The city's medical marijuana ordinance would be repealed and replaced with a ban on dispensaries under a proposal from an LA council member.
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Clarification on the medical pot dispensary issue and the city's right to regulate the businesses is needed from the state Supreme Court, according to Councilman Jose Huizar. The 14th District council member outlined the proposal before Wednesday's city council meeting.
"Our neighborhoods continue to complain daily about the disruption and public safety issues presented by medical marijuana businesses operating in the city,'' Huizar's motion states.
The proposal will go before several committees before it reached the full council, which might occur in about two months.
The motion comes after about four years of attempts to regulate dispensaries and a flurry of court rulings. The city's ordinance, which limits the number and locations of dispensaries, would be replaced with a ban until outstanding issues can be resolved.
Medical pot activists denounced the proposal.
"It would be a disservice not only for patients, but to the community," said Bruce Margolin, of the National Organization to Reform Marijuana Laws. "It's going to create crime and also deprive us of tax revenues and safety provided by the dispensaries."
Voters approved use of medical marijuana by passing Prop 215 in 1996. Huizar's motion calls on the city to reaffirm support for Prop 215 and patients' rights to grow and consume their own marijuana with a doctor's recommendation.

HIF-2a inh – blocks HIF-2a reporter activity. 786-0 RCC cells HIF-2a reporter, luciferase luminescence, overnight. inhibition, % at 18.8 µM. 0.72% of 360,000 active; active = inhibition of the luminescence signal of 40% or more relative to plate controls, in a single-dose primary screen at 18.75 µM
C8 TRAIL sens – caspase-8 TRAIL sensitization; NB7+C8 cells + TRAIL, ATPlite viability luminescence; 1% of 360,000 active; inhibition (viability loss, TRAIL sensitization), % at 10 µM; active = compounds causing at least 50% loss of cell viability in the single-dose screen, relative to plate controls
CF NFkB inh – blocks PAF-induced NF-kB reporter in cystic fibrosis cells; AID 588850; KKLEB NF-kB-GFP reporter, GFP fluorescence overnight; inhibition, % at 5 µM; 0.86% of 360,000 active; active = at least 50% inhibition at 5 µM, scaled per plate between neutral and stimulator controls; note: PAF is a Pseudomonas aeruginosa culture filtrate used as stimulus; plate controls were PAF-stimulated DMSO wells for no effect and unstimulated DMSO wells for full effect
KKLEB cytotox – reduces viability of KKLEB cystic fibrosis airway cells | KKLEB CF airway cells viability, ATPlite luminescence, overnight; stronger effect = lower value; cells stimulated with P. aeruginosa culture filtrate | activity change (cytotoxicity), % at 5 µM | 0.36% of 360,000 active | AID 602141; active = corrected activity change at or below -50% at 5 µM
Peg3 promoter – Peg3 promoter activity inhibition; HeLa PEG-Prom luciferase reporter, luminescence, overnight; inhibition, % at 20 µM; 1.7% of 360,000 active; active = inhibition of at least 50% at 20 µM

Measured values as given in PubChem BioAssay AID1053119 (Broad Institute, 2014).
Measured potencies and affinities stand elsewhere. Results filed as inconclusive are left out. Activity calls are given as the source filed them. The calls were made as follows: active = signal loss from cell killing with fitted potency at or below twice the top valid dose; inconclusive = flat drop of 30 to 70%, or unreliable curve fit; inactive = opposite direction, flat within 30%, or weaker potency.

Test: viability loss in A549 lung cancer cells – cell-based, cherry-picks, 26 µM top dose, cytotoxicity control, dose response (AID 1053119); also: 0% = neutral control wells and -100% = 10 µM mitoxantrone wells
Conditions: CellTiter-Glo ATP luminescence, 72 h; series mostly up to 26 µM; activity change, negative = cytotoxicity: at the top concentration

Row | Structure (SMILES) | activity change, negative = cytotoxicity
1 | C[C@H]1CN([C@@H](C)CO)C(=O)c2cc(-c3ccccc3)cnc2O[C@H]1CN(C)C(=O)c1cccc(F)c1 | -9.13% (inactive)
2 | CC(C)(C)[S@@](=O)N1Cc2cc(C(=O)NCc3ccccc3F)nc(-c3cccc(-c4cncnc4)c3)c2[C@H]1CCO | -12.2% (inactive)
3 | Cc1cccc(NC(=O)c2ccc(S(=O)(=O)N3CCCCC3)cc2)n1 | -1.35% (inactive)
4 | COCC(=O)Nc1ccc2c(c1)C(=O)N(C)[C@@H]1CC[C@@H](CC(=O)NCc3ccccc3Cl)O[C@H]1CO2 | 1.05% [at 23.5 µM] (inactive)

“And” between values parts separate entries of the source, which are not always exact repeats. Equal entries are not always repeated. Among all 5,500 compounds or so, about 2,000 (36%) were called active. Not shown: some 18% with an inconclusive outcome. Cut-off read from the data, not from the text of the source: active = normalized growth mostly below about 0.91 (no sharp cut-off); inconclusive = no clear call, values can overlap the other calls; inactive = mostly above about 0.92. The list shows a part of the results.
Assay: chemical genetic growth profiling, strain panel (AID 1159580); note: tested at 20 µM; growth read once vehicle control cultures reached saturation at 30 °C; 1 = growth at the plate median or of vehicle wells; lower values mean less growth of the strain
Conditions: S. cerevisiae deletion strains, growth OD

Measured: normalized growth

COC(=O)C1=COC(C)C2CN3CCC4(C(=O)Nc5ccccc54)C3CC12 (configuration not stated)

But a ruling involving a case in Long Beach has forced the city to take action, according to Huizar.
In October, a state court ruling struck down attempts by Long Beach to require marijuana collectives to register with the city and pay fees. In its Pack v. City of Long Beach decision, the court said cities can pass laws that restrict the rights of medical marijuana shops to operate, but regulations affirming the right for dispensaries to exist violate federal law.
Marijuana is listed as an illegal drug under federal law.
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"The police department struggles between a rock and a hard place on this because of conflicting laws," said LAPD Chief Charlie Beck.
An appeals court in Riverside ruled this month that cities can ban dispensaries.
The motion is an effort to balance the "needs of those who truly need medical marijuana for health reasons and protecting neighborhoods from the proliferation of medical marijuana dispensaries," said Huizar's director of communications, Rick Coca. "Everything he did was to balance those two things. This was not an easy decision to make."
Huizar is not the first LA city official to raise the issue. City Council members Bernard Parks and Jan Perry last month proposed phasing out the ordinance.